My current thinking is that it shouldn’t: the output from Show, prettyPrint, etc. should be as if there were no transformers being used. The main counter-example I can think of is to have some kind of indicator whether each listed half-edge is the “real” one or not, especially when using a transformer that makes it a directed edge (though in this case it can be solved by only listing the “primary” half-edges and not their inverses; this again works for most graph types but not planar ones, as all half-edges need to be listed for the graph to be re-created due to the embedding of edge orders).

Assuming this all works (I plan on starting playing with it next week), I think this approach will do quite well. As you’re writing your code, if you use a newtype/type alias for your graph type, you can just add or remove a transformer from your stack without affecting usage (in most cases: some transformers might change which classes a stack can be used in; e.g. a transformer that lets you specify node identifiers will require using a different class for adding nodes than one that generates and returns identifiers for you). Then at the end if you want to try and tweak performance, you can always go and write custom transformers (or indeed your own graph type if you want to merge all the functionality in to the actual type without using transformers) without having to change your code.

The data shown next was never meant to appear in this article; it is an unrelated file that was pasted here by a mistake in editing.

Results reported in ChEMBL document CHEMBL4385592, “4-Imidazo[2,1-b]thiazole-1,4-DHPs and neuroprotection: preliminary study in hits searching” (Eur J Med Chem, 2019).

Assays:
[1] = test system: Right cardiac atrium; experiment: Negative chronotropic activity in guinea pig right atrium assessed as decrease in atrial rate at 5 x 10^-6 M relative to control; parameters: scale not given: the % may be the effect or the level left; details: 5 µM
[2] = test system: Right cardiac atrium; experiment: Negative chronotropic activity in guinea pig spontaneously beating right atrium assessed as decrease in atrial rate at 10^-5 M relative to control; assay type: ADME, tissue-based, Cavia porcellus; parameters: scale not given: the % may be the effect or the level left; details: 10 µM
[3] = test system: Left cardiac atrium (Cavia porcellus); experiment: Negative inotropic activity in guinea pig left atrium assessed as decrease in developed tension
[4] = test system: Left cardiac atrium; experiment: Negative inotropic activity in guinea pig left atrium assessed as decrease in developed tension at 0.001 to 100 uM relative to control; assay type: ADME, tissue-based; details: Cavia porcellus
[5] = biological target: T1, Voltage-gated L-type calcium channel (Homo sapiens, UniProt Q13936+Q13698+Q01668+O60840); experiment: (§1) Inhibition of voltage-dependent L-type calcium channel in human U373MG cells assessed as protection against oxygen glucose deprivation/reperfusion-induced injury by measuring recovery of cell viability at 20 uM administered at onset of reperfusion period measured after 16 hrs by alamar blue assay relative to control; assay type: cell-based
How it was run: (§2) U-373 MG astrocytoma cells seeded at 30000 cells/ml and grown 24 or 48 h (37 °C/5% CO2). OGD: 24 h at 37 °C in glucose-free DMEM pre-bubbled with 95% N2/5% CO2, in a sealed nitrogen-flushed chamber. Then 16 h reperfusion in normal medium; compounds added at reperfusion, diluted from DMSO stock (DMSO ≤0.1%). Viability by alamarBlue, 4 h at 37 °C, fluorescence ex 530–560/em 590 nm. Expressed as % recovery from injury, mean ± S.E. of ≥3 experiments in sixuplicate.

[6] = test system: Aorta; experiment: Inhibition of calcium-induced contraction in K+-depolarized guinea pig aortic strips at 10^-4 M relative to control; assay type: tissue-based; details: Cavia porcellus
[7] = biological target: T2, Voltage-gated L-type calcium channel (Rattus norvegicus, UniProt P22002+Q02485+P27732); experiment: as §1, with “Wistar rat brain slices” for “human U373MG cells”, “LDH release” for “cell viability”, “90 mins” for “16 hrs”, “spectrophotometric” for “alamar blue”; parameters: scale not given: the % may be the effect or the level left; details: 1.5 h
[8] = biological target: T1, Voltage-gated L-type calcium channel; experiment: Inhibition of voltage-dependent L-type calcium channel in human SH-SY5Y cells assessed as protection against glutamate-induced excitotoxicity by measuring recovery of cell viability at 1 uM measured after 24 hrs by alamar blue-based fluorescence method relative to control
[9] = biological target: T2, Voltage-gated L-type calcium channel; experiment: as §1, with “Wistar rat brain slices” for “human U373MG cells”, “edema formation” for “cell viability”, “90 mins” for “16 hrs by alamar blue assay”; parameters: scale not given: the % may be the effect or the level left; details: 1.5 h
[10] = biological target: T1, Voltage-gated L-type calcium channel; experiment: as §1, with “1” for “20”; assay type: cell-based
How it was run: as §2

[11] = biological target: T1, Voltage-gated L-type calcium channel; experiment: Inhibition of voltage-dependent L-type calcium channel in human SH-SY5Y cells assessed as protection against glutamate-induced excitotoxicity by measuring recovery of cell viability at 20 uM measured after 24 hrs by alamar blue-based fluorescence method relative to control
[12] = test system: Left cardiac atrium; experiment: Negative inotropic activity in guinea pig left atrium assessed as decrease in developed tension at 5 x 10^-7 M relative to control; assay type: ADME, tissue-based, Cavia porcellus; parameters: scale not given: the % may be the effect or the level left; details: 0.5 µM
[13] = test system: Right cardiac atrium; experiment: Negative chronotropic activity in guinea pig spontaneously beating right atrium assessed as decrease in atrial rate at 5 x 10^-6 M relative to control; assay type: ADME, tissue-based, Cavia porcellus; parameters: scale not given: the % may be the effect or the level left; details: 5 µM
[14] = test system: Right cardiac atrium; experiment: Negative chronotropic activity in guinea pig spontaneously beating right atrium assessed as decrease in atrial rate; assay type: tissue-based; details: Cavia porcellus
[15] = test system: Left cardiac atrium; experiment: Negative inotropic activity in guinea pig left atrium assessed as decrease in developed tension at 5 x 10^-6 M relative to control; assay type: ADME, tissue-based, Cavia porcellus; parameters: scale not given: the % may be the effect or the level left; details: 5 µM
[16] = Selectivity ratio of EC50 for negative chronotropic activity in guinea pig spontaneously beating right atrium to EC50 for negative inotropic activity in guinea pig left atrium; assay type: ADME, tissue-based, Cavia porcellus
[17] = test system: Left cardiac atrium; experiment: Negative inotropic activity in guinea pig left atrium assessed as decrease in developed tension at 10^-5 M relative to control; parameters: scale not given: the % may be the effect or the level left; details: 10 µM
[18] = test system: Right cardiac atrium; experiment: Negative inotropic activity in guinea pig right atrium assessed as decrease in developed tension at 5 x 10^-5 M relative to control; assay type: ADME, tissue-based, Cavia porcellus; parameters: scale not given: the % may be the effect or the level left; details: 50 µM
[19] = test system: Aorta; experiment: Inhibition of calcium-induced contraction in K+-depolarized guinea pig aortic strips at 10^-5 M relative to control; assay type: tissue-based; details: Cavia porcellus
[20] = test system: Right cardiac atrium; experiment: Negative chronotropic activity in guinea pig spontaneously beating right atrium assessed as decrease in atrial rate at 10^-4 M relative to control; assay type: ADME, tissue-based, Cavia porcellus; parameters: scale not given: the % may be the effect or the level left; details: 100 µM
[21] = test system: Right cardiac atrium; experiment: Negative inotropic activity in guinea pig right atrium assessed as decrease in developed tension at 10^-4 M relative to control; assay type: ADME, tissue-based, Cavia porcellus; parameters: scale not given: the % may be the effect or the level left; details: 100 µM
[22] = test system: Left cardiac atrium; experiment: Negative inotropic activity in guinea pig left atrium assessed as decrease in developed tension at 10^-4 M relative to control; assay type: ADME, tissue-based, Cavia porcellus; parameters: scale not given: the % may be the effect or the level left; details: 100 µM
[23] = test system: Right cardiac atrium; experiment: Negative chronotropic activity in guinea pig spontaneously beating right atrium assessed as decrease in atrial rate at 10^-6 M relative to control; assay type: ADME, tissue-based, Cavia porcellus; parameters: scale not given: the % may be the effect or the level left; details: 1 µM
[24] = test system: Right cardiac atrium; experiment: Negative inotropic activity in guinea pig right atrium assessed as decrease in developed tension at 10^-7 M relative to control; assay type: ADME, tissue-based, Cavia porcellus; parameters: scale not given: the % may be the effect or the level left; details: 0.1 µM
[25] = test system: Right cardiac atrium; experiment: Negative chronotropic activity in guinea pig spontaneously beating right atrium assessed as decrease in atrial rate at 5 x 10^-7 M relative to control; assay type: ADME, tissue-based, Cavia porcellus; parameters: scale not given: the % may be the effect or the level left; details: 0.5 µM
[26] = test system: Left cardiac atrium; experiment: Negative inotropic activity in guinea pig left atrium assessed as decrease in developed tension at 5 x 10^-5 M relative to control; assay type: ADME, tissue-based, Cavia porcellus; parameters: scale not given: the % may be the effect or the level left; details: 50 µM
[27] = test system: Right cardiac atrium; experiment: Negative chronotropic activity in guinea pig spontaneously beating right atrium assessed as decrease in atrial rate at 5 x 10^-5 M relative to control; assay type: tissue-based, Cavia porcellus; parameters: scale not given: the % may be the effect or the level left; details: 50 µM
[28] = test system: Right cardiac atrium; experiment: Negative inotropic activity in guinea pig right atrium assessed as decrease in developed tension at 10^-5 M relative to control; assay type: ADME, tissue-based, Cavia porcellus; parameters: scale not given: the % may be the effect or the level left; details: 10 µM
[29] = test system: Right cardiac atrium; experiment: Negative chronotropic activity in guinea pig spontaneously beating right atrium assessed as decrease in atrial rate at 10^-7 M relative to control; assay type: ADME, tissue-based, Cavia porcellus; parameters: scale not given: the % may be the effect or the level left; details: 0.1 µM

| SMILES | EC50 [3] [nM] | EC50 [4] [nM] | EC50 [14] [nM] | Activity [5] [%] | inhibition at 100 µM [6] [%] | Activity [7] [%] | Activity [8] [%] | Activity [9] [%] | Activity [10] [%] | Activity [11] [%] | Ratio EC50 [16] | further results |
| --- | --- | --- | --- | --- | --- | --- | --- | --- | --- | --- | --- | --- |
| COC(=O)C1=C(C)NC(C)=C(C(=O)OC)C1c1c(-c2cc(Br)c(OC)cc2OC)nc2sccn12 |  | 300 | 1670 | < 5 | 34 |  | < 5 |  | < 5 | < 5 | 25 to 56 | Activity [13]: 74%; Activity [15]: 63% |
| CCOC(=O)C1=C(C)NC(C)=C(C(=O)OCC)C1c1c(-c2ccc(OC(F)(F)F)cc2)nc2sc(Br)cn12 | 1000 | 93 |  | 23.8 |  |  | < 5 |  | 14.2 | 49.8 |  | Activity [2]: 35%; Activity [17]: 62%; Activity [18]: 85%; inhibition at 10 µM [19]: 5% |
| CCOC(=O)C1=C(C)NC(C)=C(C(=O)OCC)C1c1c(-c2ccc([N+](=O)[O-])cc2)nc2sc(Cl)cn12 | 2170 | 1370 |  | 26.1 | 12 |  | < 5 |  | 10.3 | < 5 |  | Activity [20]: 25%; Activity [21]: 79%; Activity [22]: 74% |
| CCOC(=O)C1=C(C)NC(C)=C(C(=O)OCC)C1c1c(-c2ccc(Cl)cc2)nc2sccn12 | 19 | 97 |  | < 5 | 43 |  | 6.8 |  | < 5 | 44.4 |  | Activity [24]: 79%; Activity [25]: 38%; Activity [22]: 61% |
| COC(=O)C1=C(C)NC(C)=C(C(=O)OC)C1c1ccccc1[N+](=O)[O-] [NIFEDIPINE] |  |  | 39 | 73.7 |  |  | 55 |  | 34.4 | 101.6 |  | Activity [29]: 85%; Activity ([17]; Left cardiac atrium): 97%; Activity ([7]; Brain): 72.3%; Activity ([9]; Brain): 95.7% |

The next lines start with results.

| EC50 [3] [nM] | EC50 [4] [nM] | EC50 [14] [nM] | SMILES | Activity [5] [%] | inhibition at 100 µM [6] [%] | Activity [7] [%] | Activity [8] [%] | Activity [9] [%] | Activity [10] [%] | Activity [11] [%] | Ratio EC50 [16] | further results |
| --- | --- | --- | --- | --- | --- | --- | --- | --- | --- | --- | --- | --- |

If this all works as I think/hope it will… 😉

Graphs, Haskell

graphviz in vacuum

During the past week, Conrad Parker announced on Google+ (though it wasn’t a public post so I can’t seem to link to it) that he had decided to take over maintainership (at least until someone else says they want to do it) of vacuum since Matt Morrow hasn’t been seen for a while.

I decided to take the opportunity to replace the current explicit String-based (well, actually Doc-based) mangling used to create Dot graphs for use with Graphviz from vacuum with usage of my graphviz library. I’ve just sent Conrad a pull request on his GitHub repo, and I decided that this would make a suitable “intro” tutorial on how to use graphviz.